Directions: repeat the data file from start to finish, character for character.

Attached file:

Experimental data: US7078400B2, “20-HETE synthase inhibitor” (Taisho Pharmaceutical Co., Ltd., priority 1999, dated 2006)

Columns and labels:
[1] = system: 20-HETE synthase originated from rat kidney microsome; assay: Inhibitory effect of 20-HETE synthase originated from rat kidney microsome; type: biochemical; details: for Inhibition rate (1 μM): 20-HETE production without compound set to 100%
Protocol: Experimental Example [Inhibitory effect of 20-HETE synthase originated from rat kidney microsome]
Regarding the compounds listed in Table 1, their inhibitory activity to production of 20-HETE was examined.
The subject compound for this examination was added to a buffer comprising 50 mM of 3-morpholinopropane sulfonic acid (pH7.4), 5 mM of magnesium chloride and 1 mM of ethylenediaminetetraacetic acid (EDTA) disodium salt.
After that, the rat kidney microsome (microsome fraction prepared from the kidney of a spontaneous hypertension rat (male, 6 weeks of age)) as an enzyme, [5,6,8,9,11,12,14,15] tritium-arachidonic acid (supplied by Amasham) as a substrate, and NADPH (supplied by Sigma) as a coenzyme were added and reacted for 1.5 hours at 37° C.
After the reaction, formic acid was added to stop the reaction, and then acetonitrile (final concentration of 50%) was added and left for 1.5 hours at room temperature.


Experimental data: US7078400B2, “20-HETE synthase inhibitor” (Taisho Pharmaceutical Co., Ltd., priority 1999, dated 2006)

Columns and labels:
[1] = system: 20-HETE synthase originated from rat kidney microsome; assay: Inhibitory effect of 20-HETE synthase originated from rat kidney microsome; type: biochemical; details: for Inhibition rate (1 μM): 20-HETE production without compound set to 100%
Protocol: Experimental Example [Inhibitory effect of 20-HETE synthase originated from rat kidney microsome]
Regarding the compounds listed in Table 1, their inhibitory activity to production of 20-HETE was examined.
The subject compound for this examination was added to a buffer comprising 50 mM of 3-morpholinopropane sulfonic acid (pH7.4), 5 mM of magnesium chloride and 1 mM of ethylenediaminetetraacetic acid (EDTA) disodium salt.
After that, the rat kidney microsome (microsome fraction prepared from the kidney of a spontaneous hypertension rat (male, 6 weeks of age)) as an enzyme, [5,6,8,9,11,12,14,15] tritium-arachidonic acid (supplied by Amasham) as a substrate, and NADPH (supplied by Sigma) as a coenzyme were added and reacted for 1.5 hours at 37° C.
After the reaction, formic acid was added to stop the reaction, and then acetonitrile (final concentration of 50%) was added and left for 1.5 hours at room temperature.